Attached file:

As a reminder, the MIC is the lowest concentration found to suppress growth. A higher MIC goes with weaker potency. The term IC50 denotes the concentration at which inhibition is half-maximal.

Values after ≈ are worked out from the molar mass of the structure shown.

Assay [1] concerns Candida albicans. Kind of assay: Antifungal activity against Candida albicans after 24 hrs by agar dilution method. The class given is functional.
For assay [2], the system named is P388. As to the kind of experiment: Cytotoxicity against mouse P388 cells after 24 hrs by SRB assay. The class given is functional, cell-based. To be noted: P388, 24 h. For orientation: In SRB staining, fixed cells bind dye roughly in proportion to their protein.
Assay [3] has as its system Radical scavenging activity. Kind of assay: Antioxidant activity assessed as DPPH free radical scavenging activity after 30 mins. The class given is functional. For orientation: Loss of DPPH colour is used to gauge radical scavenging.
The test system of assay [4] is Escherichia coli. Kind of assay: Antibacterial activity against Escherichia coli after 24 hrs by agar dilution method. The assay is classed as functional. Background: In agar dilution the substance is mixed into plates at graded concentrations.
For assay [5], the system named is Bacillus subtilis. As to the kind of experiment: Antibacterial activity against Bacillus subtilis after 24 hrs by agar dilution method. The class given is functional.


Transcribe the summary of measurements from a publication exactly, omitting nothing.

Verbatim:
As a reminder, the MIC is the lowest concentration found to suppress growth. A higher MIC goes with weaker potency. The term IC50 denotes the concentration at which inhibition is half-maximal.

Values after ≈ are worked out from the molar mass of the structure shown.

Assay [1] concerns Candida albicans. Kind of assay: Antifungal activity against Candida albicans after 24 hrs by agar dilution method. The class given is functional.
For assay [2], the system named is P388. As to the kind of experiment: Cytotoxicity against mouse P388 cells after 24 hrs by SRB assay. The class given is functional, cell-based. To be noted: P388, 24 h. For orientation: In SRB staining, fixed cells bind dye roughly in proportion to their protein.
Assay [3] has as its system Radical scavenging activity. Kind of assay: Antioxidant activity assessed as DPPH free radical scavenging activity after 30 mins. The class given is functional. For orientation: Loss of DPPH colour is used to gauge radical scavenging.
The test system of assay [4] is Escherichia coli. Kind of assay: Antibacterial activity against Escherichia coli after 24 hrs by agar dilution method. The assay is classed as functional. Background: In agar dilution the substance is mixed into plates at graded concentrations.
For assay [5], the system named is Bacillus subtilis. As to the kind of experiment: Antibacterial activity against Bacillus subtilis after 24 hrs by agar dilution method. The class given is functional.